Greenpeace International dismisses Russian allegations of piracy as ‘unjustified and desperate’

Press release - September 21, 2013
Amsterdam, 21 September 2013 - Greenpeace International has strongly rejected an allegation of piracy leveled at its ship Arctic Sunrise in the Russian Arctic, describing it as a desperate attempt to justify the illegal boarding of its ship in international waters.

Thirty activists remain under armed guard and without legal representation after the ship was boarded on Thursday. Greenpeace is demanding that it is allowed to contact the activists immediately.

Russia’s Investigative Committee announced on Friday that it is formally considering charges of piracy (1), despite the fact that piracy by definition can only apply to violent acts against ships committed for private ends - not peaceful protests carried out to protect the environment.

Greenpeace International’s General Counsel Jasper Teulings said:

“The suggestion that Greenpeace International engaged in piracy this week smacks of real desperation. The activists climbed Gazprom’s Arctic oil platform for a completely safe and peaceful protest against dangerous drilling, carrying only banners and rope. Piracy laws do not apply to safe and peaceful protests.

“Over a day after our protest the Russian Coast guard boarded our ship outside of territorial waters, where there is right of free passage, with no legal justification whatsoever. This looks like a retrospective attempt to create that justification and avoid embarrassment. We will contest these allegations strongly and we continue to demand the release of our activists and the ship.”

More than 235,000 people have written to Russian embassies and consulates around the world since Thursday evening demanding the release of the activists. Greenpeace offices in over 30 countries globally organised solidarity protests.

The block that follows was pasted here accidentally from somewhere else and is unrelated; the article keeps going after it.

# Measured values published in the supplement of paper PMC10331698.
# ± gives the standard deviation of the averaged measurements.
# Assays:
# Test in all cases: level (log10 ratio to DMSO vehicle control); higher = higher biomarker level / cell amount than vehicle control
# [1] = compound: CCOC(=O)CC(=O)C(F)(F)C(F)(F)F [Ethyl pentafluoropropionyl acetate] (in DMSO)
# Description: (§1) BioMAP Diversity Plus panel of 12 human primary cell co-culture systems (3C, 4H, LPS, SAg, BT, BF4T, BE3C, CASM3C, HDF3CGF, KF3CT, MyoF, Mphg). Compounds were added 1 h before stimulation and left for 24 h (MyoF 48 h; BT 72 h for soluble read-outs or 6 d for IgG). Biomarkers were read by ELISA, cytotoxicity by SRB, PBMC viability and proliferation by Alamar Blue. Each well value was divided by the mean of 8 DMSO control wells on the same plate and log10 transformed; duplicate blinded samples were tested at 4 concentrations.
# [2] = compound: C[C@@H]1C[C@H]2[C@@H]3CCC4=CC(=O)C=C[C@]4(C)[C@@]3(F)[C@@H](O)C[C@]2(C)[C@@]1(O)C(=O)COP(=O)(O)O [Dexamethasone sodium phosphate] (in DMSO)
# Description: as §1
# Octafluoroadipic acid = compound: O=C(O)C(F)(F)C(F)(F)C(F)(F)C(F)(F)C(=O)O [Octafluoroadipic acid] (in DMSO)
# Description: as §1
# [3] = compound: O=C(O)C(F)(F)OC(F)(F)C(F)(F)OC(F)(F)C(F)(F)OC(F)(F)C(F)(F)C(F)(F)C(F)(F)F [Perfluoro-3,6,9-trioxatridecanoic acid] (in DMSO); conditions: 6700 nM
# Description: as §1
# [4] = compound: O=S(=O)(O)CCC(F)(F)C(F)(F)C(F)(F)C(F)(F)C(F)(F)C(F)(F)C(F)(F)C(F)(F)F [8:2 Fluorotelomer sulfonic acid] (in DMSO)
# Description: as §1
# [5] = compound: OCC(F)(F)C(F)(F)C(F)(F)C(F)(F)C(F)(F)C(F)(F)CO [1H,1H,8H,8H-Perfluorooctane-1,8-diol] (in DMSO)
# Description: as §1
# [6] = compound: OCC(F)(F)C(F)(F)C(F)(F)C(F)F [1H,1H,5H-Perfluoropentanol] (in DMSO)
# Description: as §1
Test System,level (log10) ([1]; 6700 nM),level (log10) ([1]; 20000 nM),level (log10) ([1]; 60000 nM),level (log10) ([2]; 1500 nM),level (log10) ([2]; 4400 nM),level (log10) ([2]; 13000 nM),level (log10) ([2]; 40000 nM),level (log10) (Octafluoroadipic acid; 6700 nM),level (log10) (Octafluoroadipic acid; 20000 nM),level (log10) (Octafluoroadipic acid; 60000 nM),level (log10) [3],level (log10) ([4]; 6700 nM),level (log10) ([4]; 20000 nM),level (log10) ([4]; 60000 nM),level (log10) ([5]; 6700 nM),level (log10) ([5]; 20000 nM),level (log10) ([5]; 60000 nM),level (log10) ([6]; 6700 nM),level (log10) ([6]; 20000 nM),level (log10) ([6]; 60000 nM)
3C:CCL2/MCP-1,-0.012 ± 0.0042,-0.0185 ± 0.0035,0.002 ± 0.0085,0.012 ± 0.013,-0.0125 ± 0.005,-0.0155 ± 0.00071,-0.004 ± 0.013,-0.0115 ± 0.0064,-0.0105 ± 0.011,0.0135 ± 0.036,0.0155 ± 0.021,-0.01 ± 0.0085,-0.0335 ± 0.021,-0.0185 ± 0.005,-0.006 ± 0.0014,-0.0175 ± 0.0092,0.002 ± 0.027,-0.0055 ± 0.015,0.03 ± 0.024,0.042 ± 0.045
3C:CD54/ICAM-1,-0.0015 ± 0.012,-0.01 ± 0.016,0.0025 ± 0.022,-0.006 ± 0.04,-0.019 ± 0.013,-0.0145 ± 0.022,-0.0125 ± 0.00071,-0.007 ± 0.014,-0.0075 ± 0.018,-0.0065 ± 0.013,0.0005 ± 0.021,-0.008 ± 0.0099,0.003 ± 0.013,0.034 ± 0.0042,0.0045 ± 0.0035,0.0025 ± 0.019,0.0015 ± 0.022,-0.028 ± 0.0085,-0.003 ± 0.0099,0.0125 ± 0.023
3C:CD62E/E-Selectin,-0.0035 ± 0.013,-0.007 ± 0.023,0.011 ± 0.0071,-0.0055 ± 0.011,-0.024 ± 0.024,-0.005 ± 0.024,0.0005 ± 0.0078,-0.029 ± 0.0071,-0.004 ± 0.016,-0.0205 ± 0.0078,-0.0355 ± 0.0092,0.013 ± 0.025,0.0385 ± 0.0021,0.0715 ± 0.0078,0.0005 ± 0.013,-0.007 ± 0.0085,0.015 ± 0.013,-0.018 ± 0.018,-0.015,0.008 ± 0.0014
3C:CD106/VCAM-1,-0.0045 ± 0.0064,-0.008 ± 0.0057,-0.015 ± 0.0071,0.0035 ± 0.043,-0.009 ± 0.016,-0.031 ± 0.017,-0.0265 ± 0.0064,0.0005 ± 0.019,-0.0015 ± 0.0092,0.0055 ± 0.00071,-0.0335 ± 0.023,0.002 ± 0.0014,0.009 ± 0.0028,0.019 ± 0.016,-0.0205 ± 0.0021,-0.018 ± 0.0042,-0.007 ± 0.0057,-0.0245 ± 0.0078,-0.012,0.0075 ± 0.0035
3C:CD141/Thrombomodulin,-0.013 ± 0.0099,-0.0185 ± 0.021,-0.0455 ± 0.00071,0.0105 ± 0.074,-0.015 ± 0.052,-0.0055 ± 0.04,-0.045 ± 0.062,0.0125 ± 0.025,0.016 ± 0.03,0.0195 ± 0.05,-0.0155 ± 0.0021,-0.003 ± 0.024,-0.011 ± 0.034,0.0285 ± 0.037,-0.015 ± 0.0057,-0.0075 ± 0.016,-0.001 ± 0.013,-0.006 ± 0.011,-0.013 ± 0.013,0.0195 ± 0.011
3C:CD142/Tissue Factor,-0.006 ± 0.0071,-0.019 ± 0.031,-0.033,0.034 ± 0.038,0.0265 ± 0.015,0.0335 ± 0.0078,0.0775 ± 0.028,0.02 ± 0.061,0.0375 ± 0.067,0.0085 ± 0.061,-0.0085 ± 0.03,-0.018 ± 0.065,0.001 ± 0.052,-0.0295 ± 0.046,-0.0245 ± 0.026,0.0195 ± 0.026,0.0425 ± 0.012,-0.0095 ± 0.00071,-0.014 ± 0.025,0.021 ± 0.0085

Legal experts have joined Greenpeace International lawyers to declare the boarding of the ship in international waters as illegal. Professor Geert-Jan Knoops, an international criminal law expert based in the Netherlands, said on Friday:

"As far as the facts are known to me exactly, the Russian coast guard was not entitled [to board the ship]” (2).

The ship’s co-ordinates at the time of arrest were 69 19.86’N 057 16.56’E, showing that the vessel was clearly outside of Russia’s territorial waters. The ship was also outside of the platform’s safety- or exclusion zone.

Contact:
Greenpeace International press desk: +31 (0)20 718 24 70 or
Greenpeace International picture desk: +31 (0) 20718 2471
Greenpeace International video desk: +31 (0) 20718 2472

Notes:
(1) http://www.sledcom.ru/news/355327.html

(2) http://www.volkskrant.nl/vk/nl/2686/Binnenland/article/detail/3513250/2013/09/20/Russen-mochten-Arctic-Sunrise-niet-enteren.dhtml

http://www.un.org/depts/los/convention_agreements/texts/unclos/part7.htm

UNCLOS Article 101

Definition of piracy

Piracy consists of any of the following acts:

(a) any illegal acts of violence or detention, or any act of depredation, committed for private ends by the crew or the passengers of a private ship or a private aircraft, and directed:

(i) on the high seas, against another ship or aircraft, or against persons or property on board such ship or aircraft;

(ii) against a ship, aircraft, persons or property in a place outside the jurisdiction of any State;

(b) any act of voluntary participation in the operation of a ship or of an aircraft with knowledge of facts making it a pirate ship or aircraft;

(c) any act of inciting or of intentionally facilitating an act described in subparagraph (a) or (b).

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